It swirled around the entrance to the cave, making the hairs on our arms stand on end, our skin tingle and we felt a bit dizzy. Then a few minutes later, we felt normal again.
‘That sure was strange,’ said Sam. ‘Did you blokes feel dizzy?’ ‘Yeah, that felt weird’ we answered. ‘Well, it must have something to do with the sulphur in the lagoon. As the crow flies it’s about 4 kilometres south of us, with the wind bringing the smell this way.’ We sat and debated the ins and outs of the strangeness of our situation to the point of killing the subject.
‘That golden stuff was dry though fellas,’ I added. ‘Mist isn’t dry’
‘Do you think it was a chemical?’ Shane asked.
‘I don’t think so; well, I hope not. If it was, who would do that sort of thing in NZ?’ Sam replied.
‘Yeah, sounds a bit dozy when you say it like that,’ I said.
It was only just after 5 pm and the day was getting quite gloomy. It seemed too early to be so dark in February. Then we heard an unusual sound, coo-ee, coo-ee. Sam sat up straight, turning his head to the sound. ‘Did you blokes hear that?’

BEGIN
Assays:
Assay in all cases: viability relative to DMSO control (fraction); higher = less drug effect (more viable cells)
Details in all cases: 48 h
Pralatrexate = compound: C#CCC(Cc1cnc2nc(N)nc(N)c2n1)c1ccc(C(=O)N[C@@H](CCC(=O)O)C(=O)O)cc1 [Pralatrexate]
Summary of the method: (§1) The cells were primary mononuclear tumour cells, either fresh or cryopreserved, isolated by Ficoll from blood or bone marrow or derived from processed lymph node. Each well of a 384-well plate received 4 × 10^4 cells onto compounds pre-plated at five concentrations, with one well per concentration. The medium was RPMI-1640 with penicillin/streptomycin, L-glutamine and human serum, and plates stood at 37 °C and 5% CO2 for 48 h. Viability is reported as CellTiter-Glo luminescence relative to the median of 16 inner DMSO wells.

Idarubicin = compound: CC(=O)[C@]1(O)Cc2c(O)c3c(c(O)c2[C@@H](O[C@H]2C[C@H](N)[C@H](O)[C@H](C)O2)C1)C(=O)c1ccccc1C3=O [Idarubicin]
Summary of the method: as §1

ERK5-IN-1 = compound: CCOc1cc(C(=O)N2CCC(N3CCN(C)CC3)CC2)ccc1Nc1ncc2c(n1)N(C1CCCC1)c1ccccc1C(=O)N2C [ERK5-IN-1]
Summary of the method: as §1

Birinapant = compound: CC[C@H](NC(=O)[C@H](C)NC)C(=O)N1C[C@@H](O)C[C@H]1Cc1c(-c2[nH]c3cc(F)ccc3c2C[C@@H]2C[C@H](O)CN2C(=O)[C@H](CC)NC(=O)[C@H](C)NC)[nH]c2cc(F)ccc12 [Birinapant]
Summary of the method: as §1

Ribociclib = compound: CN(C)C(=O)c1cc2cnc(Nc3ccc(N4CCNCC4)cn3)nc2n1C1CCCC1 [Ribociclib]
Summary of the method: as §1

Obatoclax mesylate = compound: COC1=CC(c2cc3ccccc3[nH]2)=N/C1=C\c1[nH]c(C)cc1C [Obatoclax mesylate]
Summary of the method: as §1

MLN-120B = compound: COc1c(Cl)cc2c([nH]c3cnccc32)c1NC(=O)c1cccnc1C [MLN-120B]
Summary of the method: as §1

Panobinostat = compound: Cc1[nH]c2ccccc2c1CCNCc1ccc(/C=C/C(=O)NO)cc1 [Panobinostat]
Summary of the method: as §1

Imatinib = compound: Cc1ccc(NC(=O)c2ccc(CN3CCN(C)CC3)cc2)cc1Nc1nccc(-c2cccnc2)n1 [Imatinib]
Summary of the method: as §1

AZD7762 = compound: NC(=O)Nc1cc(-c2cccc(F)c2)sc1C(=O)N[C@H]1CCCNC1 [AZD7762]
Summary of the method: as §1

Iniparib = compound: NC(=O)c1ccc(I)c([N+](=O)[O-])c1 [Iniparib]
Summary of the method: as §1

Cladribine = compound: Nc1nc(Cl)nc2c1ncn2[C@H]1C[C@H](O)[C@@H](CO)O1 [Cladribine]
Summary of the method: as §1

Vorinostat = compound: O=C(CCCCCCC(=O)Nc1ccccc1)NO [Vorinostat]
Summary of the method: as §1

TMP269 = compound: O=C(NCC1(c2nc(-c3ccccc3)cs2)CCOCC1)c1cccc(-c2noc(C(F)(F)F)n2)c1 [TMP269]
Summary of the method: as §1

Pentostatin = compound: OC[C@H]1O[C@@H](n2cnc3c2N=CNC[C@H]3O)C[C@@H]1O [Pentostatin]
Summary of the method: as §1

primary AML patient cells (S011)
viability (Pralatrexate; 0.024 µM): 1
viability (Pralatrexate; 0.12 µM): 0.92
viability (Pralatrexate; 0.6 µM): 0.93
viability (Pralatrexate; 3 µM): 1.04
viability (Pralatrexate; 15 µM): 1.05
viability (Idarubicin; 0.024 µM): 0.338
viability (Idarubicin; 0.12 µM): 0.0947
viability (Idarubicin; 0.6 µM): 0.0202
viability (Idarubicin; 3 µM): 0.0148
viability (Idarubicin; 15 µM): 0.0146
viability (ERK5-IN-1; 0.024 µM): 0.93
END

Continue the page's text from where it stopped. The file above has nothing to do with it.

‘Yeah,’ we said, ‘sounds like someone calling out.’ We walked to the edge of the cave and looked out. That was a waste of effort because we couldn’t see a thing. The sound came again on the wind. With the third coo-ee, Sam was beside himself. ‘I’ve heard that sound before on a tape in Wellington DOC HQ,’ he said. ‘It was the sound of the laughing owl.’
‘That’s great,’ Grunt remarked.
‘No, you don’t understand, it’s been extinct for over eighty years.’
We looked at him. ‘Well, it can’t be that,’ argued Shane.
‘But what if it is?’ insisted Sam. ‘It would be like finding the takahe in the 40s after everyone thought it was extinct.
‘We could be famous,’ I laughed, ‘in our own lunch time.’
‘Shit fellas, I’m serious, this is big deal. Just make sure that your cameras are at the ready, just in case, okay.’